Any sane mind should be against it. Be it coming from the left or the right. Be them authoritarian or libertarian. Unless, and hear me out, unless you are able to profit from it. There is a very few, specific, set of people that TRULY profit (true value/power, not worthless currency) from neoliberal policies.

 

 

Neoliberalism, is essentially all about privatisation, and the market economy. Think Margaret Thatcher.

 

 
Simply no. Neoliberalism is the absolute weird current state we have in the world at the moment (and specially in America, since 1971). It's giving power to bureaucrats.

---

Replying to this thread as you originally intended, I suppose, about free market:

Laissez-faire free market capitalism is the root of the American progress and this country being the best in the world to live and make a career at the moment. Market capitalism is all about giving power to the individual. Everyone is equal up to each other and everyone has the opportunity to raise (or collapse) on their own.

Might come as a surprise to you but people born without freedom are unware of what they never had. This means basically almost everyone in the world at the moment don't have the basic freedoms the founding fathers of the US wanted people to KEEP. Remember: to keep. We have long lost the freedom we should have as individuals.

Governments, be they neoliberal, socialist, authoritarian or boringly democratic, will only take away freedoms from people. Most of the time this take away will be embellished with the purpose of making the life of a certain caste, usually the majority, against another, usually, logically, the minority. In 1930 Germany was the German people vs the Jews. In the Soviet Union was the workers vs the capitalists. Currently, in most countries, it is the people that generate least value vs the people that generate most value in the world.

 

Even with all these hinderances, capitalism continues and progress. Another maybe surprise to you: take any topic you care about: be it poverty, ecological issues or tech progress, giving the forum we are. Pick absolutely any topic and it will come better with capitalism in the long run due to how markets work. People will often try to convince you against all these facts. Well... ignore the words and simply look at the data.

bg-trade-freedom-2017-chart-4-600.jpg

 



#7
Erowind

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https://www.commondr...nds-capitalists

Financial institutions fix the numbers and move the goalposts. Proportional to population poverty is not decreasing across the world despite increased liberalization of the economy worldwide. If this article doesn't do enough for anyone please do your own research. Jacobin Magazine had a good piece on it but it's been so long I can't remember the name. What organizations like the world bank do is report rising incomes in various countries but completely fail to weight those statistics against cost of living and inflation among other more explicit cases where income falls even in face value of a given currency. There have been explicit cases of income falling and IMF reports lowering the poverty threshold.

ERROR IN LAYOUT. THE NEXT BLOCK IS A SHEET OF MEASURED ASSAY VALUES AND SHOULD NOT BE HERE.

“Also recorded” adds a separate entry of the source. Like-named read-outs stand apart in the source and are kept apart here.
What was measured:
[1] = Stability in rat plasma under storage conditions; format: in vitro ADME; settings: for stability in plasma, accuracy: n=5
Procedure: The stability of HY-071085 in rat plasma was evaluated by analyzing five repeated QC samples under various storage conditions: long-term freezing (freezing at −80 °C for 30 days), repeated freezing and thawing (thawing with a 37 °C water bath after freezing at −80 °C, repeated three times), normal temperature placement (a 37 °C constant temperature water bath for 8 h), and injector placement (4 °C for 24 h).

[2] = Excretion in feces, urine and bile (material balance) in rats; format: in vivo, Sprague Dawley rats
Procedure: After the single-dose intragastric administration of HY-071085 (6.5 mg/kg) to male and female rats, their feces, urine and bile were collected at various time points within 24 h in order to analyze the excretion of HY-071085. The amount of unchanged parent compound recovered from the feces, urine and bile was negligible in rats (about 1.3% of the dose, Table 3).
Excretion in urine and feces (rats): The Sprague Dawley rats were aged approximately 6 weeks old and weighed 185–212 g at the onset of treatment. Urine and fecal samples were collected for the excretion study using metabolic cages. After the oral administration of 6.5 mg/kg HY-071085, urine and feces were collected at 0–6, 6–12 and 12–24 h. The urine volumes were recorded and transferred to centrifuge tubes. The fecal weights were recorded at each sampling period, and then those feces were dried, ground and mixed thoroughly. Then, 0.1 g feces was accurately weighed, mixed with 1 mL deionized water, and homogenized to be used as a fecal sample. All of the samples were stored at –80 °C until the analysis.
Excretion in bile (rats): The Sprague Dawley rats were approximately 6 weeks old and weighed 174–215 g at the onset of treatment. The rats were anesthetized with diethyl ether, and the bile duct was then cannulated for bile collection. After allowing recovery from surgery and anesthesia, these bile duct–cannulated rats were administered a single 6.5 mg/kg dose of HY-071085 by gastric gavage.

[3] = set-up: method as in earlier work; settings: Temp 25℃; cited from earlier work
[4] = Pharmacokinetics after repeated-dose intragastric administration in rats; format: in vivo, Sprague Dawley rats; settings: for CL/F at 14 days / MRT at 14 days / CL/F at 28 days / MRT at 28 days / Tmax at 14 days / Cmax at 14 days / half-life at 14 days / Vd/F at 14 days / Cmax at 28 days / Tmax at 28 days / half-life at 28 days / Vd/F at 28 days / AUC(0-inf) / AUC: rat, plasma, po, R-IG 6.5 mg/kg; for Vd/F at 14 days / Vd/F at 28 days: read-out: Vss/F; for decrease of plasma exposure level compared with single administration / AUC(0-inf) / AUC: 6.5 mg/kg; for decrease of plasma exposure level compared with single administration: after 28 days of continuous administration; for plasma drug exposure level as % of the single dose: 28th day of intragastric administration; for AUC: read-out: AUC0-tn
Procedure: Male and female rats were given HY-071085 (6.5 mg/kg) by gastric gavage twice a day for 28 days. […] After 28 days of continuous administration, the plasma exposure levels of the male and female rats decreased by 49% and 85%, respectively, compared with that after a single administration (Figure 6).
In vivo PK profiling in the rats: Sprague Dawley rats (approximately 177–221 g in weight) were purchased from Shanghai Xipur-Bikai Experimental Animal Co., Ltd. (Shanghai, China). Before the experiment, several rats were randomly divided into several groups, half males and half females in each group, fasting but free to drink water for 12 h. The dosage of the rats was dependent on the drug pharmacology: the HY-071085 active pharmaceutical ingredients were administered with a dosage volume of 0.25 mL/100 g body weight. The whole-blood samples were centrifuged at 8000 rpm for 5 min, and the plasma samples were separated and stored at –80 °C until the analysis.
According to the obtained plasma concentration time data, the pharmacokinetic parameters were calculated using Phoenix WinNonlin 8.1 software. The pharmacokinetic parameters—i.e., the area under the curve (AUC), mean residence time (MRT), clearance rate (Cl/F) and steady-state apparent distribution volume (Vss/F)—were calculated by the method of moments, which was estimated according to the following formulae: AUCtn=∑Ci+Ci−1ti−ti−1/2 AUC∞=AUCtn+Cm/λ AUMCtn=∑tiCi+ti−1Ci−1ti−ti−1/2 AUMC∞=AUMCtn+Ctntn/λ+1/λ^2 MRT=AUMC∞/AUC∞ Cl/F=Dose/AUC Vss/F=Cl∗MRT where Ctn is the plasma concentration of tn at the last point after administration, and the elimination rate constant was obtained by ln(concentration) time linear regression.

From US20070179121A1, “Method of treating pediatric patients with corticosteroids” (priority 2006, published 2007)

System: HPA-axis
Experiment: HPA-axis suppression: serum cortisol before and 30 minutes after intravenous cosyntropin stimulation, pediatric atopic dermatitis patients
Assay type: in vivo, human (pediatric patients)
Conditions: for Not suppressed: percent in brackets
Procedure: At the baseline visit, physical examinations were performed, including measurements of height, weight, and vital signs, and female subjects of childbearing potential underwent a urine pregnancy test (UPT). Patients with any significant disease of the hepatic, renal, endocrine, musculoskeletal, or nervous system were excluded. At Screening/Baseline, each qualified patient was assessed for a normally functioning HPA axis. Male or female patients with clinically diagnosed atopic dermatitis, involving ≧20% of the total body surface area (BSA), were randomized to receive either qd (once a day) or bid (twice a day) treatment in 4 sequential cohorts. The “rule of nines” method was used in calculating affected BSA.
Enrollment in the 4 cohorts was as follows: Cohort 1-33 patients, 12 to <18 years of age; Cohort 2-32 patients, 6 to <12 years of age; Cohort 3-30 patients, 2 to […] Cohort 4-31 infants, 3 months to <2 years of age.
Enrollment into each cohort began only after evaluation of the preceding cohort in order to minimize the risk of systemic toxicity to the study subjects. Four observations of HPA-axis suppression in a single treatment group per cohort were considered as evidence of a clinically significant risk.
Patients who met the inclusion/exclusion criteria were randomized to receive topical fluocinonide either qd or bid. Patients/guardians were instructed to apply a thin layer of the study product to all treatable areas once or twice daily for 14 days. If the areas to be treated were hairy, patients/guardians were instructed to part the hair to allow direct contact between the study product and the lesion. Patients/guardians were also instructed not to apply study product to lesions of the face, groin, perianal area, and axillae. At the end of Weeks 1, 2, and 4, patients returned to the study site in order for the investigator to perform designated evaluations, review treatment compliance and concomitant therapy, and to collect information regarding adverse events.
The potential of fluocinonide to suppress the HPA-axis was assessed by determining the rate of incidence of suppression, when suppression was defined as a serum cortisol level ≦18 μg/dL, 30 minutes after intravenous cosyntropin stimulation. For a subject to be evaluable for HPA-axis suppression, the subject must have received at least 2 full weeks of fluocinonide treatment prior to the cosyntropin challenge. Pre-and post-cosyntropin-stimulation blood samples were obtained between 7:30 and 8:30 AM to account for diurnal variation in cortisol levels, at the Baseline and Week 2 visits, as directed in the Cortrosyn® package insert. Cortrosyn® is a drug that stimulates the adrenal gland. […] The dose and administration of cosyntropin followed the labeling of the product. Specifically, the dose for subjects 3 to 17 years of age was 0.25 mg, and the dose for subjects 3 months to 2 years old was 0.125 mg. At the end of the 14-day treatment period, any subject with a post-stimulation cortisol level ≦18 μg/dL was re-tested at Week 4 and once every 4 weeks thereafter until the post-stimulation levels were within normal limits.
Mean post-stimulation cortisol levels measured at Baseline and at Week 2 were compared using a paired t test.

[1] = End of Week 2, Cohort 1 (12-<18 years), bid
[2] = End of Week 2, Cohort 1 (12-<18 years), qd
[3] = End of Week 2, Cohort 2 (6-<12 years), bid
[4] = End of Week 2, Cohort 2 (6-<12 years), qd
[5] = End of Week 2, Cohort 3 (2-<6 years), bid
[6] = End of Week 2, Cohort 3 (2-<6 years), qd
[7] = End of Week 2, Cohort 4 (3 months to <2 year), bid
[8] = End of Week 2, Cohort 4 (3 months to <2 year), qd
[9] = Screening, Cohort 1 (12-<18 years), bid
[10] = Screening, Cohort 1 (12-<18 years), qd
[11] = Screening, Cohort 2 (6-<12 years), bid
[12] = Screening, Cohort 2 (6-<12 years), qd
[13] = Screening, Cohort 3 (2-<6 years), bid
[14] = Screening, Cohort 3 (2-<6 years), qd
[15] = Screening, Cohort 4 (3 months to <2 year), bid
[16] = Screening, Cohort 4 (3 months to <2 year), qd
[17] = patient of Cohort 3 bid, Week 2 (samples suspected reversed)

I am still having trouble understanding what is so "neo" about neoliberalism.

 

Quoting you unrelated to my comment above this quote.

 

https://www.investop...oliberalism.asp

 

This is a workable definition though I'd add that neoliberalism today also takes on the character of modern monetary theory in all but name.



#8
starspawn0

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I am not neoliberal, but was curious about their Reddit forum:

https://www.reddit.com/r/neoliberal/

They use the descriptor "woke Capitalism".

Here is what they say in the sidebar:

With collectivism on the rise, a group of liberal philosophers, economists, and journalists met in Paris at the Walter Lippmann Colloquium in 1938 to discuss the future prospects of liberalism. While the participants could not agree on a comprehensive programme, there was universal agreement that a new liberal (neoliberal) project, able to resist the tendency towards ever more state control without falling back into the dogma of complete laissez-faire, was necessary. This sub serves as a forum to continue that project against new threats posed by the populist left and right.

We do not all subscribe to a single comprehensive philosophy but instead find common ground in shared sentiments and approaches to public policy.

1. Individual choice and markets are of paramount importance both as an expression of individual liberty and driving force of economic prosperity.

2. The state serves an important role in establishing conditions favorable to competition through preventing monopoly, providing a stable monetary framework, and relieving acute misery and distress.

3. Free exchange and movement between countries makes us richer and has led to an unparalleled decline in global poverty.

4. Public policy has global ramifications and should take into account the effect it has on people around the world regardless of nationality.



#9
caltrek

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This is a Wikipedia take on neoliberalism that Yuli ban cited in another thread:

 

https://en.wikipedia...i/Neoliberalism

 

In broad terms, it pretty much tracks with Erowind's citations as to the meaning of the word.

 

This is from my post from another thread:

 

Social justice is rooted in the liberal ideal, not its Frankensteinian offspring that "neo-liberalism" seems to refer. That liberal ideal can be traced back to at least John Locke and then shortly after Locke to the founding fathers.  Those liberal ideas proclaimed "that all men were created equal."  Those ideas took root in a society at least half of which indulged in the institution of slavery.  It was in no small part the tension between the two which resulted in the Civil War. Liberalism, which at that point became was most associated with the ideals of the industrial North, emerged triumphant.  While liberalism might have won the war, Southern whites reasserted themselves and took back a lot of the rights that had been granted to blacks in the Reconstruction era.  The post Reconstruction era was thus that of separate but equal Jim Crow laws, segregation, and a significant erosion of voter rights of blacks, especially in the South.   A most illiberal result.